Darjeeling to have new administrative framework

The Times Of India
NEW DELHI: The Darjeeling Hill areas will soon have a new administrative set-up as the Centre on Tuesday decided to abolish the Darjeeling Gorkha
Hill Council (DGHC) — the body which has been involved in the affairs of the region for the last two decades.

Besides, the Centre also agreed to drop the existing proposal of the Gorkha Hill Council under the sixth schedule of the Constitution, which gives special status to certain areas in terms of administrative and functional autonomy.

The proposal — being opposed by the Bimal Gurung-led Gorkha Janamukti Morcha (GJM) — had been pending ever since the government introduced the concerned Bills in Parliament in 2007. The Bills were subsequently referred to the Parliamentary Standing Committee which had also expressed reservation over the sixth schedule issue while asking the government to take the views of all concerned before taking any decision regarding the Darjeeling Hills area.

The decisions — interpreted as finally closing the chapter of Gorkha National Liberation Front (GNLF) leader Subhas Ghising in favour of his detractor Bimal Gurung — were taken in a tripartite meeting held here among the Centre, West Bengal government and GJM.

Though the government did not promise anything about GJM’s long pending demand of statehood — Gorkhaland — during the talks, the Gorkha representatives termed the abolition of DGHC and dropping of the sixth schedule proposal as a step towards fulfilling their demand.

The government, on its part, announced the appointment of an interlocutor to carry forward the discussions. It was also decided that all the three parties will hold the fourth round of tripartite meeting in Darjeeling in December. So far, all the three rounds were held in the Capital.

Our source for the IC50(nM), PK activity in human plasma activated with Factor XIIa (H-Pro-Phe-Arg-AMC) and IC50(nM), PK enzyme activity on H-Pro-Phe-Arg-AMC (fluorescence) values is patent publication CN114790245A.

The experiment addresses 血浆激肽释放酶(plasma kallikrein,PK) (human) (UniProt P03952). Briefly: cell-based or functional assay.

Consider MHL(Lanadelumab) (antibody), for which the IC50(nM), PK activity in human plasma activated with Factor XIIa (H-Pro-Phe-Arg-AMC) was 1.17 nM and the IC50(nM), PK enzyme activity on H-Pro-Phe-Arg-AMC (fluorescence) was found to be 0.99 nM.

In a bid to involve the agitating GJM in political process, the government also suggested that the Gorkha representatives take part in local level elections. Union home secretary G K Pillai said: “The Centre and the West Bengal government proposed that as an interim measure and to restore the democratic process, the elections to panchayat samitis, gram panchayats as well as municipalities be allowed to be held. GJM stated that they would consult and revert back to the state government.”

Referring to other concerns of GJM, Pillai said: “It was informed by the West Bengal government that portions of the Central Relief Funds and Special Central assistance amounting to Rs 70 crore were lying unutilised. It was agreed that a team of state government officials would be sent to Darjeeling to discuss the utilisation of these funds.”

Later, BJP MP from Darjeeling Jaswant Singh — who contested the parliamentary election with GJM support — said: “I hope that eventually these talks would lead to formation of Gorkhaland, which is the main demand of the Morcha.”

While the Gorkha delegation was led by Anmole Prasad, the West Bengal government was represented by a number of officials led by its chief secretary A Chakrabarty.

The Hills were on the boil for the first time during mid-1980s when GNLF leader Subhas Ghising came up with the statehood demand. He, however, later settled for the Hill Council following negotiations with the state and the Centre. GJM entered the scene much later and renewed the Gorkhas’ demand of separate state. It was also opposed to giving sixth schedule status to the region.

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